• Communicate with the public, especially those who are concerned about people with ASD. The goal is to help make advocacy and public policy more understandable and encourage people to get involved. We do this through writing blogs, alerts, updates, and publications; making presentations and talking with the media; and talking one-on-one with people who have questions.
  • Oversee grassroots efforts to involve families and individuals in working with elected officials and support them as they voice their concerns.
  • Advocate directly with elected and appointed officials at the state level to effect policy change that makes a difference in people’s lives. Support and direct ASNC’s lobbyists in their efforts to meet our policy targets.
  • Work with staff in state government and Local Management Entities/Managed Care Organizations (LME/MCOs) on issues that affect the autism community and greater intellectual/developmental disability (I/DD) community in terms of service policy and provision, implementation based on feedback from families and staff, and distilling research on what is working and what is not in the field.
  • Work with other organizations, building consensus, and making our voices stronger by having many organizations in agreement and advocating for the same things.
  • Do research on what good policy looks like, how other states are doing things, what the regulations are, what specifically needs to be changed. Listen to staff, families, individuals and professionals about what they want to see happen and figure out how to get there.
  • Monitor activities of the state legislature and administration related to ASD and other developmental disabilities. Includes budget and tax policy, health care, disability services, employment, transportation, education, housing, civic life, etc.
  • Work to educate our staff and community groups on the latest and most evidence-based or promising practices for working with individuals with ASD. Emphasize the importance of using what works for each individual with that in mind.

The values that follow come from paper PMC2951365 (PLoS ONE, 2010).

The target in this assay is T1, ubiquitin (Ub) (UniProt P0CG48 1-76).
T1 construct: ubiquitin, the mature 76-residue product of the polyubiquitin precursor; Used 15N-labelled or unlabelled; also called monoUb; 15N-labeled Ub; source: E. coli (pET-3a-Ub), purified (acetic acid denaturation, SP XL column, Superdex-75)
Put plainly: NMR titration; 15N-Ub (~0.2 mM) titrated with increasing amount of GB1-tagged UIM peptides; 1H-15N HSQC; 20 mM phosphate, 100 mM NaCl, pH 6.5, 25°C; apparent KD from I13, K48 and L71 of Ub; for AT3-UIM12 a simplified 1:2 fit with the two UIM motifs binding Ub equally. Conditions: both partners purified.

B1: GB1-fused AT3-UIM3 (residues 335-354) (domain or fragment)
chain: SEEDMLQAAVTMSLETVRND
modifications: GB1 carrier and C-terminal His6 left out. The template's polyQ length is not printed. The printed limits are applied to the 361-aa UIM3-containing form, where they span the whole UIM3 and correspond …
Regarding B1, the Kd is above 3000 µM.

Operating one-on-one advocacy programs, direct services, and training:

  • Research and understand how our current systems that support people with autism operate to better assist families and individuals in getting help.
  • Help people understand how the services system, health insurance, and other programs can help them access assistance.​
  • Provide oversight, direction and support to staff who work in direct services, training and education, clinical services, support groups, chapters, and as resource specialists.
  • Help staff with problems. Work directly with families and individuals who have very complex needs and staff who require some support in assisting them.
  • Compile reports to funders on the work of the organization, its staff, and its volunteers.
  • Manage data collection system and resource database.

In any given week, Kerri and Jennifer might do things such as (a sample from the past month):

  • Attend a legislative meeting on Medicaid reform. Talk to advocates and public officials at the meeting about what we like or don’t like about policy changes.
  • Visit a legislator, at their request, who wants to know more about autism and what they can do to help.
  • Talk with a parent who doesn’t understand the new scholarship program or the tax credit.